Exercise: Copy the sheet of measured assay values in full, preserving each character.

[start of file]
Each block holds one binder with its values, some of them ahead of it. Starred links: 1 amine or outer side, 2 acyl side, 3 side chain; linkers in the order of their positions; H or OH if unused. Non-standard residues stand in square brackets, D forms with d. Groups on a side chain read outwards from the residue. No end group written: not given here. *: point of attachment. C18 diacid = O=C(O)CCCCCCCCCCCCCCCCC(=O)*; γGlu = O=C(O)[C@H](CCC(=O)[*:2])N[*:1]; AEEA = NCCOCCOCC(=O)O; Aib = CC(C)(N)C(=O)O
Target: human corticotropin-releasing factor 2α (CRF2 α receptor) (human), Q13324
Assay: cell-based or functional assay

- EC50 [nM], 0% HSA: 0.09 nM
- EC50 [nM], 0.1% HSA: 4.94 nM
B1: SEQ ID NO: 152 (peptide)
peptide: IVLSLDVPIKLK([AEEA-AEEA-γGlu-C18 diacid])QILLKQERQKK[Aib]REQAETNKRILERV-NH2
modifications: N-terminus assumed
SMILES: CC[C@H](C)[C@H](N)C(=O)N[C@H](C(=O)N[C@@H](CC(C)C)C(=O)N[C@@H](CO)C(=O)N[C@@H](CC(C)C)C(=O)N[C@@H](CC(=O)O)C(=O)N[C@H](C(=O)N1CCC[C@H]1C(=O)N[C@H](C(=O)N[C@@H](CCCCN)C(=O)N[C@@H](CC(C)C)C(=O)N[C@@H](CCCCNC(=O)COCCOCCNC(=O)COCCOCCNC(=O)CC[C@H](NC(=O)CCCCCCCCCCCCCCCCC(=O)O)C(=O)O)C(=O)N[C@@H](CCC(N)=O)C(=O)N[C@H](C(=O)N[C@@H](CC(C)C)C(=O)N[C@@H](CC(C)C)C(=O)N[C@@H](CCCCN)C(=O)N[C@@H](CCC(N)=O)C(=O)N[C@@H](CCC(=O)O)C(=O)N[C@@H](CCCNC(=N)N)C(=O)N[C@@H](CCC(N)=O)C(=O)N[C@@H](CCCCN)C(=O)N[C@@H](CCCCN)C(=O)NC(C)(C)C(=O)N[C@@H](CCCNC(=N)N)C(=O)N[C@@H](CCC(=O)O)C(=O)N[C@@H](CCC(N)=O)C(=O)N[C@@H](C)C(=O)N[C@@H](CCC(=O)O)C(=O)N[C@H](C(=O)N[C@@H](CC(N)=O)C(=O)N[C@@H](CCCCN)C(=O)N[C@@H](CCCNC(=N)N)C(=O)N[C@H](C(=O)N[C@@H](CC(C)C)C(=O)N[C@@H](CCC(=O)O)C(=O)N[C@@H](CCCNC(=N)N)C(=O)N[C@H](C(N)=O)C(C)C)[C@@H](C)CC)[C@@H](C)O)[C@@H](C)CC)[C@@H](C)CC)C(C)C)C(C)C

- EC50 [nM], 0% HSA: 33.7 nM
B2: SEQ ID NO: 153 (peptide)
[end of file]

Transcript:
Each block holds one binder with its values, some of them ahead of it. Starred links: 1 amine or outer side, 2 acyl side, 3 side chain; linkers in the order of their positions; H or OH if unused. Non-standard residues stand in square brackets, D forms with d. Groups on a side chain read outwards from the residue. No end group written: not given here. *: point of attachment. C18 diacid = O=C(O)CCCCCCCCCCCCCCCCC(=O)*; γGlu = O=C(O)[C@H](CCC(=O)[*:2])N[*:1]; AEEA = NCCOCCOCC(=O)O; Aib = CC(C)(N)C(=O)O
Target: human corticotropin-releasing factor 2α (CRF2 α receptor) (human), Q13324
Assay: cell-based or functional assay

- EC50 [nM], 0% HSA: 0.09 nM
- EC50 [nM], 0.1% HSA: 4.94 nM
B1: SEQ ID NO: 152 (peptide)
peptide: IVLSLDVPIKLK([AEEA-AEEA-γGlu-C18 diacid])QILLKQERQKK[Aib]REQAETNKRILERV-NH2
modifications: N-terminus assumed
SMILES: CC[C@H](C)[C@H](N)C(=O)N[C@H](C(=O)N[C@@H](CC(C)C)C(=O)N[C@@H](CO)C(=O)N[C@@H](CC(C)C)C(=O)N[C@@H](CC(=O)O)C(=O)N[C@H](C(=O)N1CCC[C@H]1C(=O)N[C@H](C(=O)N[C@@H](CCCCN)C(=O)N[C@@H](CC(C)C)C(=O)N[C@@H](CCCCNC(=O)COCCOCCNC(=O)COCCOCCNC(=O)CC[C@H](NC(=O)CCCCCCCCCCCCCCCCC(=O)O)C(=O)O)C(=O)N[C@@H](CCC(N)=O)C(=O)N[C@H](C(=O)N[C@@H](CC(C)C)C(=O)N[C@@H](CC(C)C)C(=O)N[C@@H](CCCCN)C(=O)N[C@@H](CCC(N)=O)C(=O)N[C@@H](CCC(=O)O)C(=O)N[C@@H](CCCNC(=N)N)C(=O)N[C@@H](CCC(N)=O)C(=O)N[C@@H](CCCCN)C(=O)N[C@@H](CCCCN)C(=O)NC(C)(C)C(=O)N[C@@H](CCCNC(=N)N)C(=O)N[C@@H](CCC(=O)O)C(=O)N[C@@H](CCC(N)=O)C(=O)N[C@@H](C)C(=O)N[C@@H](CCC(=O)O)C(=O)N[C@H](C(=O)N[C@@H](CC(N)=O)C(=O)N[C@@H](CCCCN)C(=O)N[C@@H](CCCNC(=N)N)C(=O)N[C@H](C(=O)N[C@@H](CC(C)C)C(=O)N[C@@H](CCC(=O)O)C(=O)N[C@@H](CCCNC(=N)N)C(=O)N[C@H](C(N)=O)C(C)C)[C@@H](C)CC)[C@@H](C)O)[C@@H](C)CC)[C@@H](C)CC)C(C)C)C(C)C

- EC50 [nM], 0% HSA: 33.7 nM
B2: SEQ ID NO: 153 (peptide)